You’ve done the test (probably more than once!). You got the sore breasts, the bone-crushing tiredness and the waves of nausea. You may even have seen your GP and been booked in for your first scan. You definitely are pregnant – but when will you actually begin to look pregnant?
When will my bump start to show?
We’re all of us quite different shapes and sizes (and in different states of physical fitness), so it’s impossible to pin a precise date when every pregnant woman will suddenly start sporting a noticeable little bump, but it is pretty certain that your uterus will begin to get noticeably bigger at some point around your 12th to 14th week of pregnancy.
At this stage, your bump may not be visible to the rest of the world but you will almost certainly be noticing – or feeling – your tummy expanding a bit. It could be that the top button on your jeans won’t do up so easily, or your usual go-to dress just doesn’t sit properly on your body any more. This is because, as your uterus is growing, it’s starting to rise above the level of your pelvis. Its slightly higher position and slightly bigger shape means that – unlike when you’ve simply overdone the donuts and your tummy’s overhanging your waistband – you’re starting to look a little fuller all round.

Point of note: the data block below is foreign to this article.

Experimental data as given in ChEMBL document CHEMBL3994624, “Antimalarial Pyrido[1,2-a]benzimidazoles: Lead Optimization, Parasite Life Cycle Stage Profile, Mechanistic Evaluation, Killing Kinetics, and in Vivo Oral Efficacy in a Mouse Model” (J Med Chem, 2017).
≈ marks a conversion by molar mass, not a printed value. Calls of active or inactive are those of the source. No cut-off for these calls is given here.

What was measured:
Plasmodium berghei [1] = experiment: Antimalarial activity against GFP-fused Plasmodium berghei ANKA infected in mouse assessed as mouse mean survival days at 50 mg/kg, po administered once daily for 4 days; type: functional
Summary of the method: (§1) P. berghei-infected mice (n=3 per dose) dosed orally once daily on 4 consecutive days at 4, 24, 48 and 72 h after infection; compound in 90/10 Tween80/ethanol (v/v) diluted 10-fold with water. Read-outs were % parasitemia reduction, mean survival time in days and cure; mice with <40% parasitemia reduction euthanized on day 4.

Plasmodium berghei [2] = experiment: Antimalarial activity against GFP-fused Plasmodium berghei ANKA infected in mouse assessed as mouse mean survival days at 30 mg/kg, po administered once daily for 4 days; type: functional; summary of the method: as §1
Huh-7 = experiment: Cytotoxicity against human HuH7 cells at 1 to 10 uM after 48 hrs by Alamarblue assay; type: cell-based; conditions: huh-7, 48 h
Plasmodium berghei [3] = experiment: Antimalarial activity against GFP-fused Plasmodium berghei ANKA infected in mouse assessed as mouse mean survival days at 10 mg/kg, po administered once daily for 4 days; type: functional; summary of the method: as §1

But there probably won’t be much sign of an actual bump before 13 weeks – and in most cases, not much before 18 weeks.
There are certain factors which might affect how soon you begin to ‘show’ and look obviously pregnant:
You’ve already had a baby. If you’ve already given birth, then your uterine muscles will be less tight and you will probably look bigger more quickly.
Your pre-pregnancy figure. The noticeable arrival of your bump is affected by your physique. If you are tall and well-built, your body won’t necessarily show the beginnings of a bump until 3 or 4 weeks after a woman who is smaller and thinner.
Is my bump a normal size?
Very probably! Your pre-pregnancy height, bodyshape and muscle strength can all affect the size of your bump, as can the amount of weight we put on: some of us look huge quickly; some of us look more compact. That’s just how it is.
All that really matters is what your midwife or doctor says at your check-ups. If your pregnancy weight gain is round about normal, then you are unlikely to have anything to worry about: the professionals looking after you will keep an eye on your antenatal records to compare your pre-pregnancy weight with your size as your pregnancy progresses.